Currently, dues to join our troop are $60 per year, which includes a subscription to Boy's Life magazine and insurance.

Troop 29 operates on an a'la carte basis for camping activities with each scout choosing to participate in an event and funding that event. Activities are planned on a break even basis.

Some camping trips will require additional costs to be paid. Summer Camp and High Adventure trips are priced separate from other camping activities and usually have payments spread throughout the year, to soften the economic effect on families.

Additionally, scouts can earn funds through participation in troop fund raising activities which can be applied to their activity accounts to apply toward any trip or other cost associated with the troop. These fund raising activites vary depending on the decision of the PLC.

Financial aid is available for families in need. If you believe you are in need of such assistance, please see the Scoutmaster or Parent Committee Chair as early in the registration process as possible for additional information.

Equipment for camping and a official Boy Scout uniform are required for scouts to participate in our troop. Help in getting these materials is also available on a need basis.

Rank Advancement

The Boy Scout advancement program is exciting and fun, while placing a series of challenges in front of the scout which need to be met. Self confidence is built through the successful mastery of these skills.

Basically, there are four steps in the advancement process:

  1. Learning
  2. Testing
  3. Review
  4. Recognition
Each rank advancement requirement must be met, before a scout can request the paperwork necessary to be tested and reviewed. Generally, the requirements are signed off by a qualified member of the troop for each scout, in their handbook for ranks through First Class. Merit badges may be completed using a troop form or BSA Blue Card.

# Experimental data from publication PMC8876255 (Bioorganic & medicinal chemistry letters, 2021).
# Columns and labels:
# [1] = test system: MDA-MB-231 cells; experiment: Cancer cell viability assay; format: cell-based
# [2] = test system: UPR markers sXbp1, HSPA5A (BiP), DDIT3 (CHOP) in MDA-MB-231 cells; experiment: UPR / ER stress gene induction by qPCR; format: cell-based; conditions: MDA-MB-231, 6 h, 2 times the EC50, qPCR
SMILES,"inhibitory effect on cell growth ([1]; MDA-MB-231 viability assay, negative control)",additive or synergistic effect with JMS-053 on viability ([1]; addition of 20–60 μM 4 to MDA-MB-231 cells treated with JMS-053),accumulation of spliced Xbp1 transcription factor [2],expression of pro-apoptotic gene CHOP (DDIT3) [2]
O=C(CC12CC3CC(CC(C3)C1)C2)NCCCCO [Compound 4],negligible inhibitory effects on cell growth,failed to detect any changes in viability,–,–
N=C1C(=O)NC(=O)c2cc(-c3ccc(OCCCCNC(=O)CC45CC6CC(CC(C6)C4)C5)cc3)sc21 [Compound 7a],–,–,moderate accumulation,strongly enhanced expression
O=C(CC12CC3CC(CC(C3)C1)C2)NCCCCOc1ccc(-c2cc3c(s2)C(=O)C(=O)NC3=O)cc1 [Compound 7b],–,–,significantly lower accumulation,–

The ultimate advancement rank is Eagle Scout, of which approximately two percent of all scouts achieve nationally.

Additional details on the process of advancement can be found in a separate area of this web site.

Diversity and participation

Troop 29 is open to boys of every economic background, religion, race, culture and color.

America was built strong through the interaction of such ethnic and cultural diversity and so has our troop. No discrimination will be tolerated on these matters.

Women are welcome to participate either on the parent committee or in an Assistant Scoutmaster position.

All Assistant Scoutmasters must undergo a criminal background check and annual physical, once their application is approved by the Scoutmaster and Parent Committee.

High Adventure trips and other activities may at times be limited to those people physically fit enough to participate. Such determination will be made by through the Scoutmaster.

Reverence and respect for nature

It is difficult to experience the awesome beauty of nature in its wilderness state and not be humbled by her and her maker. Our scouts are encouraged to practice their beliefs actively in regard to the divine. Troop 29's Chaplain Aides offer interfaith services at all camping activities and Troop meetings are always closed with a prayer. All religions are welcome in our troop.

Trained Leaders

Every scout deserves a trained leader. Troop 29's adult leaders have all achieved BSA Trained Status. Training is a key component to our leadership objectives both for our Scouts and for their Leaders. To learn more about Troop 29's leadership training Click here.